by David Haggith, The Great Recession Blog: The Federal Reserve is telegraphing that it is going to begin its great unwind in September. It’s going to untie its own (in my view) not untiable knot. I’m writing the article to ask you to ponder the conundrum with me. Can the Fed undue its quantitative easing without undoing the recovery it fashioned out of that easing?
I’m starting with the premise that the Fed is trying to talk up the reduction of its balance sheet, starting in September, because it actually wants to unwind and still hasn’t realized it cannot. The premise, of course, may be wrong. They could simply be lying.
I believe the Fed WILL start to unwind, as they’ve said they will, and havoc will begin in stocks and bonds and housing and all kinds of markets as quickly as the Fed starts to do what it has long said it will do and people begin to see that it cannot do it.
Here is why I think everything falls apart: As soon as the Federal Reserve starts to unload assets (being mostly bonds/derivatives), they will have to unload their junk (for that is mostly what they soaked up) at a price that will entice others to buy their junk. I would think it takes a pretty high price (interest) to get investors to buy up junk that was, at one time, believed to be a size of risk that only the Fed could withstand. Rising interest on bonds will tend to draw money out of stocks, so stocks will fall unless they receive even more extraordinary propping than what we have learned about recently with the Swiss National Bank buying huge amounts of US stocks.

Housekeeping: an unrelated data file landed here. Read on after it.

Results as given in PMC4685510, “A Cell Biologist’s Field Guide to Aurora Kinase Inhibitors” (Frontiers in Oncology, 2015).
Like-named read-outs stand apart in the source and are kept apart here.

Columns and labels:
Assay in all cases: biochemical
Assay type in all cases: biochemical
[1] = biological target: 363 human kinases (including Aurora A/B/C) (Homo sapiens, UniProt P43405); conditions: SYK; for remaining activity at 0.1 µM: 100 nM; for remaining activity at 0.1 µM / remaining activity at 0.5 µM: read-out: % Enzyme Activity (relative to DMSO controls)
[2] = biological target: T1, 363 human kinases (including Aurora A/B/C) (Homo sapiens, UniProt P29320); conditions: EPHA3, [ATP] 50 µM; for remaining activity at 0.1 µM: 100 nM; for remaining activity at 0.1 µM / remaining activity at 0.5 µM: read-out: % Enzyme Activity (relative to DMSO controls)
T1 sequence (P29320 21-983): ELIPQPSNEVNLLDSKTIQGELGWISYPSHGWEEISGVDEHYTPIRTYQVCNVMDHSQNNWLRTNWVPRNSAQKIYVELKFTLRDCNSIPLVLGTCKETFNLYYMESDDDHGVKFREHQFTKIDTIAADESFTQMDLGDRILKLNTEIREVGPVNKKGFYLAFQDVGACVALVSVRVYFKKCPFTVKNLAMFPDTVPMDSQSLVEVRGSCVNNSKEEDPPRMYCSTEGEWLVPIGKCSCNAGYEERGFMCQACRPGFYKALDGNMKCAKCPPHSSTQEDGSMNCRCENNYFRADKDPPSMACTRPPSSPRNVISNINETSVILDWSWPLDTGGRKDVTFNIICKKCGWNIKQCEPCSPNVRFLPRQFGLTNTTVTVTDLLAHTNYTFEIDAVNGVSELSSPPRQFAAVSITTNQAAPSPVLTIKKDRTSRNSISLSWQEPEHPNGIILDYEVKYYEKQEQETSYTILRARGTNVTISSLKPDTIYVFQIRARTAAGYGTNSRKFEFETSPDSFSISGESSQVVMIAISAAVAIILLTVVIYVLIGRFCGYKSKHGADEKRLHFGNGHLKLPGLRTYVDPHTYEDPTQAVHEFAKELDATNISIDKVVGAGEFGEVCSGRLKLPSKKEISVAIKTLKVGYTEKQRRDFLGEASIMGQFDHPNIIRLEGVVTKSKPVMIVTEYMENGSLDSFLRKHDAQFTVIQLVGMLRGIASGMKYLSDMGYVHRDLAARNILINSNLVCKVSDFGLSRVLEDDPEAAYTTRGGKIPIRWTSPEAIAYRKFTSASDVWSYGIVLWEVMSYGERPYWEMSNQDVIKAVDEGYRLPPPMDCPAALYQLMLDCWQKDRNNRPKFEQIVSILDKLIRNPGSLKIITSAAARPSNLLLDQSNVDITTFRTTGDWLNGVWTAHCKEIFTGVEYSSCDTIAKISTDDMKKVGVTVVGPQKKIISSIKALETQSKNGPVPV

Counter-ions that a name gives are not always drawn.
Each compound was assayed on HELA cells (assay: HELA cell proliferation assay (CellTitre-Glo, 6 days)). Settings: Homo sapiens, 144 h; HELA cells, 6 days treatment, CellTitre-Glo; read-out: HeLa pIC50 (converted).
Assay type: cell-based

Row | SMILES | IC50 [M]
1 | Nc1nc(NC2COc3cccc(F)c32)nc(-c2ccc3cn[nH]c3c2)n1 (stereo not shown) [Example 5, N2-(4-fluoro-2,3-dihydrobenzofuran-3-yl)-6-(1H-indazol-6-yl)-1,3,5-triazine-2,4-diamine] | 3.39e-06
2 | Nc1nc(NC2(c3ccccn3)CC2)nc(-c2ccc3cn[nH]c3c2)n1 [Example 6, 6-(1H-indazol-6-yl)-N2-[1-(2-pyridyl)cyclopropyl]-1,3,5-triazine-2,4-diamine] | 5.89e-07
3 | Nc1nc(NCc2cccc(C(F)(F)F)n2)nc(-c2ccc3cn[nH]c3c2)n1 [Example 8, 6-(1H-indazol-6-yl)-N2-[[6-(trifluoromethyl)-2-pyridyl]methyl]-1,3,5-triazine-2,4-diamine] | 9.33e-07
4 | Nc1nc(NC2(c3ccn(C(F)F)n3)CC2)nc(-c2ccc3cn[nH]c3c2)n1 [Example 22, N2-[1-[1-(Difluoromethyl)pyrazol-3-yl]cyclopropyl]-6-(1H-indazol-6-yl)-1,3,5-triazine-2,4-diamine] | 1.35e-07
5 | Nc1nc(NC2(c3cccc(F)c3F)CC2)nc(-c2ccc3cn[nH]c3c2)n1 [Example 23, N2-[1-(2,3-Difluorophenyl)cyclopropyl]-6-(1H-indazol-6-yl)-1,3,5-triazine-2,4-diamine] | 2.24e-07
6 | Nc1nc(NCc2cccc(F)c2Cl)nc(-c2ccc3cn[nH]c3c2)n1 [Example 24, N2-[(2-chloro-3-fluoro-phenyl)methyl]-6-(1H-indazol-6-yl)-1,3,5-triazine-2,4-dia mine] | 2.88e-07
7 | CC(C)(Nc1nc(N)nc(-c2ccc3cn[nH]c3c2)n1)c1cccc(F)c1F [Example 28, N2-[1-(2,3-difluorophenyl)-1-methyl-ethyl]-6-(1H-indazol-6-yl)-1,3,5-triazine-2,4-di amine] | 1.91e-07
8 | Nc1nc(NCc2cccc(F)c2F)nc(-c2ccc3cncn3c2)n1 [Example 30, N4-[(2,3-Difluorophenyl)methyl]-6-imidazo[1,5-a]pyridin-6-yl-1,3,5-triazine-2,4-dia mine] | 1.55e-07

The rise of interest on bonds will also have the collateral effect of making all debts less sustainable at a time when the nation is extraordinarily top-heavy in debt. That will not only increase the United States already rising deficit, but it will make Trump’s fiscal stimulus impossible (as if it were not already going to create its own interest increase that will undo itself) because the debt for Trump’s stimulus plans will have to compete with the debt the Fed is trying to unload and the debt the government already has to refinance.
The Fed used quantitative easing in order to lower interest rates (especially long-term interest rates, such as on mortgages) and to increase liquidity, so I don’t see how they unwind it without causing interest rates to rise. A rise in mortgage rates will cause the latest housing bubble to collapse. Many have seen this conglomeration of collateral problems coming (or, at least, something like it), but the Fed continues to tell everyone it can manage its way through all of that.
I think most markets have just been covering their eyes, saying, “Well … OKaaaay….” but have no idea how the Fed will actually be able to do that. It’s just blind trust on the part of investors in order to avoid thinking about the party ending. They are saying, “Well, the omniscient Fed gave us a recovery and made us rich on stocks and bonds all at the same time, so they will be able to do this, too.” But what the Fed is about to attempt to do is to reverse the cause of all of that without reversing the effect. I don’t believe Fed omniscience can go that far. The problem with central planners is that national economies always prove more complex than they can manage. Our planners are no better. In fact, they have much less experience at central engineering of the economy and fewer levers of control.